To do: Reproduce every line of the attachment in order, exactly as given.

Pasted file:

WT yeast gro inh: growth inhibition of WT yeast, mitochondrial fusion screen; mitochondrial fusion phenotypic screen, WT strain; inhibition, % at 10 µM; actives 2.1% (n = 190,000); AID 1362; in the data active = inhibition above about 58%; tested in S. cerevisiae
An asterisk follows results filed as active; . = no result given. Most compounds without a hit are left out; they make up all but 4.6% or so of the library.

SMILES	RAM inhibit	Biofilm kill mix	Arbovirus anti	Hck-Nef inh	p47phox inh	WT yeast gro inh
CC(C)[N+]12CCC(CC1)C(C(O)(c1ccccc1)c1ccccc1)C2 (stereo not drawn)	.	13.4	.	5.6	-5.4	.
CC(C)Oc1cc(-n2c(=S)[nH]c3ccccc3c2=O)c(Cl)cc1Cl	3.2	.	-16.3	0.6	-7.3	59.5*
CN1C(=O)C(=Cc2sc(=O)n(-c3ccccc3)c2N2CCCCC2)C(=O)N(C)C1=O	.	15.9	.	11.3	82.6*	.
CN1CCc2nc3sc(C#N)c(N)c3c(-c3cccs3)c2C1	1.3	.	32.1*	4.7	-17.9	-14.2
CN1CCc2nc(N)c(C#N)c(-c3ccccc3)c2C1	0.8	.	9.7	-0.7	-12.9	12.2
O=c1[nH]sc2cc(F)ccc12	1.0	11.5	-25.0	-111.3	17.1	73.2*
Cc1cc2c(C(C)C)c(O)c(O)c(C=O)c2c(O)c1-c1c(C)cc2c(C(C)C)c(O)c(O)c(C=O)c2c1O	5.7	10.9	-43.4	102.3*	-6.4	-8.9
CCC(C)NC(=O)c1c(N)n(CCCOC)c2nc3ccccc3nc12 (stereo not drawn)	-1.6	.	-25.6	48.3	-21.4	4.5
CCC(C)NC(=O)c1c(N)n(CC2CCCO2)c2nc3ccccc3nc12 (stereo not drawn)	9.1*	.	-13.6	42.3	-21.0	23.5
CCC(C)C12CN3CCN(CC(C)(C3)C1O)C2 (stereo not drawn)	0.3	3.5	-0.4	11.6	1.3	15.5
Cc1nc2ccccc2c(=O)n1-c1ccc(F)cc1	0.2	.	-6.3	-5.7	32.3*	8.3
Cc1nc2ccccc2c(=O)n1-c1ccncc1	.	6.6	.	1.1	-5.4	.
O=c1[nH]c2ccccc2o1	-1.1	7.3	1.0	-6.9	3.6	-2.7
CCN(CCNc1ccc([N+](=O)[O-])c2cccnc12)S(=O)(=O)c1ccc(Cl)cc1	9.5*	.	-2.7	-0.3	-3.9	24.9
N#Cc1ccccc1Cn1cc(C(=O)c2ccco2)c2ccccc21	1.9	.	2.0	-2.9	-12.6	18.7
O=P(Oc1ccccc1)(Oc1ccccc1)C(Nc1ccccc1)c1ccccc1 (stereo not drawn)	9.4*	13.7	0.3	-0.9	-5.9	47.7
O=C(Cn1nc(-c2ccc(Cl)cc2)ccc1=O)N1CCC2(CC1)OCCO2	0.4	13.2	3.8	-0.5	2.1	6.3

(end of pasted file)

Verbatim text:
WT yeast gro inh: growth inhibition of WT yeast, mitochondrial fusion screen; mitochondrial fusion phenotypic screen, WT strain; inhibition, % at 10 µM; actives 2.1% (n = 190,000); AID 1362; in the data active = inhibition above about 58%; tested in S. cerevisiae
An asterisk follows results filed as active; . = no result given. Most compounds without a hit are left out; they make up all but 4.6% or so of the library.

SMILES	RAM inhibit	Biofilm kill mix	Arbovirus anti	Hck-Nef inh	p47phox inh	WT yeast gro inh
CC(C)[N+]12CCC(CC1)C(C(O)(c1ccccc1)c1ccccc1)C2 (stereo not drawn)	.	13.4	.	5.6	-5.4	.
CC(C)Oc1cc(-n2c(=S)[nH]c3ccccc3c2=O)c(Cl)cc1Cl	3.2	.	-16.3	0.6	-7.3	59.5*
CN1C(=O)C(=Cc2sc(=O)n(-c3ccccc3)c2N2CCCCC2)C(=O)N(C)C1=O	.	15.9	.	11.3	82.6*	.
CN1CCc2nc3sc(C#N)c(N)c3c(-c3cccs3)c2C1	1.3	.	32.1*	4.7	-17.9	-14.2
CN1CCc2nc(N)c(C#N)c(-c3ccccc3)c2C1	0.8	.	9.7	-0.7	-12.9	12.2
O=c1[nH]sc2cc(F)ccc12	1.0	11.5	-25.0	-111.3	17.1	73.2*
Cc1cc2c(C(C)C)c(O)c(O)c(C=O)c2c(O)c1-c1c(C)cc2c(C(C)C)c(O)c(O)c(C=O)c2c1O	5.7	10.9	-43.4	102.3*	-6.4	-8.9
CCC(C)NC(=O)c1c(N)n(CCCOC)c2nc3ccccc3nc12 (stereo not drawn)	-1.6	.	-25.6	48.3	-21.4	4.5
CCC(C)NC(=O)c1c(N)n(CC2CCCO2)c2nc3ccccc3nc12 (stereo not drawn)	9.1*	.	-13.6	42.3	-21.0	23.5
CCC(C)C12CN3CCN(CC(C)(C3)C1O)C2 (stereo not drawn)	0.3	3.5	-0.4	11.6	1.3	15.5
Cc1nc2ccccc2c(=O)n1-c1ccc(F)cc1	0.2	.	-6.3	-5.7	32.3*	8.3
Cc1nc2ccccc2c(=O)n1-c1ccncc1	.	6.6	.	1.1	-5.4	.
O=c1[nH]c2ccccc2o1	-1.1	7.3	1.0	-6.9	3.6	-2.7
CCN(CCNc1ccc([N+](=O)[O-])c2cccnc12)S(=O)(=O)c1ccc(Cl)cc1	9.5*	.	-2.7	-0.3	-3.9	24.9
N#Cc1ccccc1Cn1cc(C(=O)c2ccco2)c2ccccc21	1.9	.	2.0	-2.9	-12.6	18.7
O=P(Oc1ccccc1)(Oc1ccccc1)C(Nc1ccccc1)c1ccccc1 (stereo not drawn)	9.4*	13.7	0.3	-0.9	-5.9	47.7
O=C(Cn1nc(-c2ccc(Cl)cc2)ccc1=O)N1CCC2(CC1)OCCO2	0.4	13.2	3.8	-0.5	2.1	6.3